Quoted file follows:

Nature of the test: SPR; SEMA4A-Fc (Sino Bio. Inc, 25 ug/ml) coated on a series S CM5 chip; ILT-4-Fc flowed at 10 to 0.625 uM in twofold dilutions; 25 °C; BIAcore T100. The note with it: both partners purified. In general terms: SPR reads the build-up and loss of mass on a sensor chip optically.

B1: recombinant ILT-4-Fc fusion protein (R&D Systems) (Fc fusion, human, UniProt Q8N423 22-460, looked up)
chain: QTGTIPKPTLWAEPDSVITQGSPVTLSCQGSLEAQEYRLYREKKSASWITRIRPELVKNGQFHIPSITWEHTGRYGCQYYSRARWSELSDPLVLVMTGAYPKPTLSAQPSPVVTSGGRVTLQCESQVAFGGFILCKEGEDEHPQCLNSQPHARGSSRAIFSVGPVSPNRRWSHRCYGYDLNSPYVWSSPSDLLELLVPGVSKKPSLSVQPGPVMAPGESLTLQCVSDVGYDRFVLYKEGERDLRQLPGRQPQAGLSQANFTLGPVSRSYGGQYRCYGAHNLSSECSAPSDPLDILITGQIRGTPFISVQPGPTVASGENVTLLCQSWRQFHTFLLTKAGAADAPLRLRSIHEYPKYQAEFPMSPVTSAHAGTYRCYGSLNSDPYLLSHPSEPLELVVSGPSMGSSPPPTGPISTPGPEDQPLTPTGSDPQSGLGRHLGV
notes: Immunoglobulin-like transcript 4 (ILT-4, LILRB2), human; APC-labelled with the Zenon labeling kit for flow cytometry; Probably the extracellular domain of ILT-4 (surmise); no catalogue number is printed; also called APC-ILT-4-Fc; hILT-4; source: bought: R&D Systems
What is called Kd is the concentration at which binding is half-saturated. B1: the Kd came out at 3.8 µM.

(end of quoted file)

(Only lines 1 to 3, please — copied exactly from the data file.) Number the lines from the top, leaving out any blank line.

Nature of the test: SPR; SEMA4A-Fc (Sino Bio. Inc, 25 ug/ml) coated on a series S CM5 chip; ILT-4-Fc flowed at 10 to 0.625 uM in twofold dilutions; 25 °C; BIAcore T100. The note with it: both partners purified. In general terms: SPR reads the build-up and loss of mass on a sensor chip optically.

B1: recombinant ILT-4-Fc fusion protein (R&D Systems) (Fc fusion, human, UniProt Q8N423 22-460, looked up)
chain: QTGTIPKPTLWAEPDSVITQGSPVTLSCQGSLEAQEYRLYREKKSASWITRIRPELVKNGQFHIPSITWEHTGRYGCQYYSRARWSELSDPLVLVMTGAYPKPTLSAQPSPVVTSGGRVTLQCESQVAFGGFILCKEGEDEHPQCLNSQPHARGSSRAIFSVGPVSPNRRWSHRCYGYDLNSPYVWSSPSDLLELLVPGVSKKPSLSVQPGPVMAPGESLTLQCVSDVGYDRFVLYKEGERDLRQLPGRQPQAGLSQANFTLGPVSRSYGGQYRCYGAHNLSSECSAPSDPLDILITGQIRGTPFISVQPGPTVASGENVTLLCQSWRQFHTFLLTKAGAADAPLRLRSIHEYPKYQAEFPMSPVTSAHAGTYRCYGSLNSDPYLLSHPSEPLELVVSGPSMGSSPPPTGPISTPGPEDQPLTPTGSDPQSGLGRHLGV